In reply, Mr. S. Ahamya, Counsel representing the plaintiffs, restated provisions of Section 3 of the Limitation Act (supra) and submitted that the period of limitation begins to run from the date of notice of when a party becomes aware of the breach of his or her right. That the plaintiffs’ claim in this case is in respect of the suit land which was held by the late Yusuf Suuna Kiweewa under Certificate of Title Mailo Register Volume 92 Folio 2522 Final Certificate No. 15196 for 669.50 and 278.60 acres respectively, whose titles were issued on 27/11/1913. Further, that the said land was by grant given to H. Dewhurst vide grant No. 9100 for 99 years from 1911 and would expire in 2010. Counsel argued that given this status, the time would have arisen for the plaintiffs to try and re-enter the suit land after the expiry of the grant, and that its then that they found the defendants and began to ascertain the nature and claim of the defendants hence the plaintiffs’ claim filed in 2014 is within time.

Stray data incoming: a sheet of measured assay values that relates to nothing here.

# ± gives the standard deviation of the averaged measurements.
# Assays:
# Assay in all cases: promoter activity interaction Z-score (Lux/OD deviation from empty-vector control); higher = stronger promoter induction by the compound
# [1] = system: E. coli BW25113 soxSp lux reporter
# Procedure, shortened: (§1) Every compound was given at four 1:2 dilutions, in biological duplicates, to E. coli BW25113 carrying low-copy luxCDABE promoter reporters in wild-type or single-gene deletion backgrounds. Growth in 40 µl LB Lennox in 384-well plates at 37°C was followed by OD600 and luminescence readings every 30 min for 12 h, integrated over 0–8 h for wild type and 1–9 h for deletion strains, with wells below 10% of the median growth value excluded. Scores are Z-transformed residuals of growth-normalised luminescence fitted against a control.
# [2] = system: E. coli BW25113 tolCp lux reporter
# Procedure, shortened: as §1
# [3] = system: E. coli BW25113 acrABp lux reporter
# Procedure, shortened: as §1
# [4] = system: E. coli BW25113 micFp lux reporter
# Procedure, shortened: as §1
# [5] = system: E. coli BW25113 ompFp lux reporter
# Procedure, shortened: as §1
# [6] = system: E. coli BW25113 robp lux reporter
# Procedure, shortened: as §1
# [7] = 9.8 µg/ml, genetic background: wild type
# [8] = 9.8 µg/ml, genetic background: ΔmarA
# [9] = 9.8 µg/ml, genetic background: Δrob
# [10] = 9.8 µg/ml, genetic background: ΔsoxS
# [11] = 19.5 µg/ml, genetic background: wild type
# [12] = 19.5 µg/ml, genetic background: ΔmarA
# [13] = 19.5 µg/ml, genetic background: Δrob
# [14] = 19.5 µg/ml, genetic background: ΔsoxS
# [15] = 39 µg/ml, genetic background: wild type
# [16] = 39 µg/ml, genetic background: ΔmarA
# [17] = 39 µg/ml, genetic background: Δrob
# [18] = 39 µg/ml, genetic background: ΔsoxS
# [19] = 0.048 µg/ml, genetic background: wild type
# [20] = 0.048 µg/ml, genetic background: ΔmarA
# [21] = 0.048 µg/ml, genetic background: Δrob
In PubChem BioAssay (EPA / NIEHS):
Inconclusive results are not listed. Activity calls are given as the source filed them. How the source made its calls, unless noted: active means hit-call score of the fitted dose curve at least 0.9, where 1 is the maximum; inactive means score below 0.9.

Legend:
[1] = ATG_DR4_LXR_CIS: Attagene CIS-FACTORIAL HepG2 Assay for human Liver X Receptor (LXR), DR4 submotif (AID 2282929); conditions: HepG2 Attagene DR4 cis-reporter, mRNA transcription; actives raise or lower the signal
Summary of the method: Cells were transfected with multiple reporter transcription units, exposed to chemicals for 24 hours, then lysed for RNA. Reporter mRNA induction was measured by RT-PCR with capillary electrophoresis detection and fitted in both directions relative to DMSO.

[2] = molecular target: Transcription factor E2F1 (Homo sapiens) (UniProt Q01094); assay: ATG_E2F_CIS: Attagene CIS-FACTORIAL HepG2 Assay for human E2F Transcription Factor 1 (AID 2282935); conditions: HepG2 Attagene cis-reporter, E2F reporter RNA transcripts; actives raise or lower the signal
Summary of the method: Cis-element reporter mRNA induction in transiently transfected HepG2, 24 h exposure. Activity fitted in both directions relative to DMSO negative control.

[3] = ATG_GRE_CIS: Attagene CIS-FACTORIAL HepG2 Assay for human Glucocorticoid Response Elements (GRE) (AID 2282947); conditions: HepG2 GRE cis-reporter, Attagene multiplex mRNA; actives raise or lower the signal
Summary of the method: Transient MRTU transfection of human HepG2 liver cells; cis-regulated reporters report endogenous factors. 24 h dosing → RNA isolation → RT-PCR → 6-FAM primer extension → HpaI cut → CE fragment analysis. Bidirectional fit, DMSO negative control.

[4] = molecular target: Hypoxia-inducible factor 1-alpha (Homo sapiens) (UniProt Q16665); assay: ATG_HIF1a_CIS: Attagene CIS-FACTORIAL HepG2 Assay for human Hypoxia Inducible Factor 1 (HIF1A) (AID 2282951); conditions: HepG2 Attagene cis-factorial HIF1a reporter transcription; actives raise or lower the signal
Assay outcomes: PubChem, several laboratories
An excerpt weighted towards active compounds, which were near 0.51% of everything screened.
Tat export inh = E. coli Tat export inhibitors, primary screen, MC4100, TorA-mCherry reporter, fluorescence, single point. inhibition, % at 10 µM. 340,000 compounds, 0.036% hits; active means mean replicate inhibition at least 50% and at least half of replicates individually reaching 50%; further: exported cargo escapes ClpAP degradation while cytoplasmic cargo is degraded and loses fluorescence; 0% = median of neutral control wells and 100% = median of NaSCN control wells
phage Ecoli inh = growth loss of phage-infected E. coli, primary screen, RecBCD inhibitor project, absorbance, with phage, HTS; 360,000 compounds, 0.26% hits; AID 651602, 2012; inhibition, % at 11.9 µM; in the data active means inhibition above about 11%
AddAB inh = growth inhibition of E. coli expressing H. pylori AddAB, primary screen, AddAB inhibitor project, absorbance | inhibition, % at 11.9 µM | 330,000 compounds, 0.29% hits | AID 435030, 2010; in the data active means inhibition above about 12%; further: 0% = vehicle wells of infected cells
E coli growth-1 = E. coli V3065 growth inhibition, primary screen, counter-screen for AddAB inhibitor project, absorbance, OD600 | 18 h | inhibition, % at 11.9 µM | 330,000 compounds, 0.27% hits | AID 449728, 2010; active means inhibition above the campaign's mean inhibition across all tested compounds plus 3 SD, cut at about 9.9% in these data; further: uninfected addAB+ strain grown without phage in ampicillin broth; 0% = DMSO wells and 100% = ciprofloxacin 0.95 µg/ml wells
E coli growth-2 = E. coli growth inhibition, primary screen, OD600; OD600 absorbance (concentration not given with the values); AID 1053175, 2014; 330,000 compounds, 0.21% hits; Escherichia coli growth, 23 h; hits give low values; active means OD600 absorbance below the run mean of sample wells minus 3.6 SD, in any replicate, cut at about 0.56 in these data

Mr. Ahamya further submitted that the grant for 99 years entitled the then holder H. Dewhurst to quiet use and enjoyment of the land and that the plaintiffs being beneficiaries of the estate of the late Yusuf Suuna Kiweewa, who gave the grant, would only intervene to claim any interest of right at the expiry or termination of the said grant. That this in effect raises the question as to how the 1stdefendant could have obtain a freehold title over an existing mailo interest and grant.
Mr. Ahamya also submitted that during the subsistence of the said grant, no action could have been brought by the plaintiffs as the same would have amounted to a breach of the grant. That the instant suit was filed on 11/09/2014 within the six years from the expiry of the grant, and that as such, even if the defendants were to allege that the limitation period would have begun to run from the expiration of the grant, the plaintiffs filed the current suit before six years had lapsed.